Here’s the secret: the six strings of your guitar can be thought of as four string groups. Let’s explore:
- Group 1: 1st, 2nd, and 3rd strings
- Group 2: 2nd, 3rd, and 4th strings
- Group 3: 3rd, 4th, and 5th strings
- Group 4: 4th, 5th, and 6th strings
Now, the fun part. Each of these string groups can host several shapes for the same arpeggio.
How? The answer lies in the concept of triad inversions.
Just as a deck of cards can be shuffled in different ways, the three notes of a triad can also be rearranged in any order. This means that the same triad can be played in various positions on the fretboard, offering unique tonalities and leading to new creative options.
To master horizontal triad play, you must learn and practice these inversion shapes across all four string groups. It might seem challenging at first, but remember: with each practice session, you’re becoming more fluent in the language of Gipsy Jazz.
Stick with it, and soon the fretboard will feel less like a grid of notes and more like a canvas of endless melodic possibilities.
Learn 16 Gypsy Jazz songs here
Now that we have a good grasp on triads and their inversions let’s take our musical exploration a step further.
We will add some spice to our triads with extensions (additional notes that bring a richer, more nuanced sound to the basic triad).
Why are extensions so crucial? Think of a triad as a black-and-white sketch. It’s beautiful in its simplicity, but adding color will bring it to life, adding depth, intensity, and emotion.
Extensions do precisely that for triads—they add color and intensity, enriching the triad’s original sound and giving your improvisations a more sophisticated texture.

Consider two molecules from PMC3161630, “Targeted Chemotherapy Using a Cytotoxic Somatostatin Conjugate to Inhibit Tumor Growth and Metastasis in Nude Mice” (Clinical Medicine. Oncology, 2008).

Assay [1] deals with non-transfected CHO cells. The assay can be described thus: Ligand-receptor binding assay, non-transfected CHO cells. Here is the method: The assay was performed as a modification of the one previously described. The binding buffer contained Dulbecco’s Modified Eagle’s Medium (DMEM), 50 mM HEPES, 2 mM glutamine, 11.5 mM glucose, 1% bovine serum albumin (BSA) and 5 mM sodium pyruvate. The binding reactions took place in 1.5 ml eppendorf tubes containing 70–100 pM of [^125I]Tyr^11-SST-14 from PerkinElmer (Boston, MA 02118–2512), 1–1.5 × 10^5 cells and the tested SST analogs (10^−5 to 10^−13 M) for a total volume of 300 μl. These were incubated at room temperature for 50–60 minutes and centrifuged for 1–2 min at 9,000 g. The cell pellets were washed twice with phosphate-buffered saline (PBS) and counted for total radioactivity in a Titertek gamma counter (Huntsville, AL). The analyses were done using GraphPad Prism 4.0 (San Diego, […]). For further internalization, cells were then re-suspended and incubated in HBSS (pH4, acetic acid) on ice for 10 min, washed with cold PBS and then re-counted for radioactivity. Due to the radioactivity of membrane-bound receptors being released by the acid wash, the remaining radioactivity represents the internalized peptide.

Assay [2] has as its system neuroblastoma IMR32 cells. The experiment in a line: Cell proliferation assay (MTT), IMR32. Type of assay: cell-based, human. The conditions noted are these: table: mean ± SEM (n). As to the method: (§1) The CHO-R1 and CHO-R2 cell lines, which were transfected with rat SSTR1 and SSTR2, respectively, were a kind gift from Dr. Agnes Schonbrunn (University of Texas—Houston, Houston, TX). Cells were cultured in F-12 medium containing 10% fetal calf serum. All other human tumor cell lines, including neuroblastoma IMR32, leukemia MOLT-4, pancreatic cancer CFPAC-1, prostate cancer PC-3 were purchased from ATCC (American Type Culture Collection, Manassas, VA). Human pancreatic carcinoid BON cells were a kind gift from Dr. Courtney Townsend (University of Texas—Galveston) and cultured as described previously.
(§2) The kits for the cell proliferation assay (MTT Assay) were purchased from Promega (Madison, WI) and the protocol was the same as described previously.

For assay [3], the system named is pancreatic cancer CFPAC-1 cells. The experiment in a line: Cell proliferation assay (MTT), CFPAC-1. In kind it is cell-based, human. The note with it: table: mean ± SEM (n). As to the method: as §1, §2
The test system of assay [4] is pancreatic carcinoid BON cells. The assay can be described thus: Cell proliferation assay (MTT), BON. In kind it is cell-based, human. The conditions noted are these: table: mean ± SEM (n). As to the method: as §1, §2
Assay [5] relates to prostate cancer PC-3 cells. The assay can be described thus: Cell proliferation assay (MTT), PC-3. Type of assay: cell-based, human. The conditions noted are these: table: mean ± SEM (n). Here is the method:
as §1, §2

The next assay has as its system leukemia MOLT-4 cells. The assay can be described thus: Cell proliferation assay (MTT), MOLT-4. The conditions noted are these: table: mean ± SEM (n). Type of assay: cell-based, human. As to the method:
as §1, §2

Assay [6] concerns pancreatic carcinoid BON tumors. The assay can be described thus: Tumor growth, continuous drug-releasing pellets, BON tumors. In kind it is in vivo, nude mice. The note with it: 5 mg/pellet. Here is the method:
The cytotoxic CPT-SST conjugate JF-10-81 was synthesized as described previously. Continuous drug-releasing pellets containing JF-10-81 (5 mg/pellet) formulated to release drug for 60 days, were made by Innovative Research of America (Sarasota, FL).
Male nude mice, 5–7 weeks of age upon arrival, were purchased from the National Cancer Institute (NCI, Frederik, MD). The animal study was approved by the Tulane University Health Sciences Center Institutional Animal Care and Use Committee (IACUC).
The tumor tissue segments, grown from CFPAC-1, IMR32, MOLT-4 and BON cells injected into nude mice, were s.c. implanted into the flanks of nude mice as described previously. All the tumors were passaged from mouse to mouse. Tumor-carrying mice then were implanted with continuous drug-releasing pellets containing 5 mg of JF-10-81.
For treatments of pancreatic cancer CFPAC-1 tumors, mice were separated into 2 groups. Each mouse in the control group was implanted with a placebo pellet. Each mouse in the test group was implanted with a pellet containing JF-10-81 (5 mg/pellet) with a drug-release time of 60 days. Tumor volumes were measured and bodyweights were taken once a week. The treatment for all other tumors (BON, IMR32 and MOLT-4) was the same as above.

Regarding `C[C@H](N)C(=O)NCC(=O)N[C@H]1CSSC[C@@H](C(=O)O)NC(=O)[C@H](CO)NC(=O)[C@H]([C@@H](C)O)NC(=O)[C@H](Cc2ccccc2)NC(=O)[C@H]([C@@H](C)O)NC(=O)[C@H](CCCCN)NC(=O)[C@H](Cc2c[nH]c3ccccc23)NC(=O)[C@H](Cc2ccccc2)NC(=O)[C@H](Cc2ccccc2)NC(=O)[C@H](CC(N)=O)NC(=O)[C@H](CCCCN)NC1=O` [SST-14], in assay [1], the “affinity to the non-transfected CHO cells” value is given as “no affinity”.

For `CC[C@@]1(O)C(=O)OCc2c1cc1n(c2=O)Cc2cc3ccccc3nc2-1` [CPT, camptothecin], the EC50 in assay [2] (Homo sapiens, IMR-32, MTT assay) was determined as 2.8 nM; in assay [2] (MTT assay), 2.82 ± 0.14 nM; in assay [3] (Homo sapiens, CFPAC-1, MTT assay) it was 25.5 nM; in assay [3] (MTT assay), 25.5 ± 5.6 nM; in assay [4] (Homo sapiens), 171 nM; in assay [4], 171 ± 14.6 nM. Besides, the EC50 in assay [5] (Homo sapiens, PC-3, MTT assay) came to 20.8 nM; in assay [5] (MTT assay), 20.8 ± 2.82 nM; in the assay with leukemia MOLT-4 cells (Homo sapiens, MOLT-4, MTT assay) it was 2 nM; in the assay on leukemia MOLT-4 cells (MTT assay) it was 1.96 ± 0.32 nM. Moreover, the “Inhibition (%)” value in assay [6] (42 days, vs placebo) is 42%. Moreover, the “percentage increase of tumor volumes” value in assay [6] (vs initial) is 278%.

In the realm of Gipsy Jazz, two extensions are particularly significant—the 9th and the 6th.
Both of these extensions are deeply woven into the fabric of this music tradition, adding that unmistakable Gipsy Jazz flavor to the music.
The 9th (B, in the key of Am) brings a dash of brightness and tension to the triad, while the 6th (F#) adds a touch of warmth and character. When incorporated thoughtfully, these extensions can make your triads and overall improvisation sound richer and more resonant.
Once you’ve grasped the concepts of vertical and horizontal playing and adding extensions to your triads, you’ve equipped yourself with a powerful toolkit. A toolkit that you can apply to Am and any other triad you want. Let’s start by exploring these techniques with the Em triad.
Like the process we followed with Am, start by identifying the Em triad shapes vertically and horizontally across the different string groups. Remember, this exercise will help you familiarize yourself with the fretboard and the different tonalities of the Em chord across its expanse.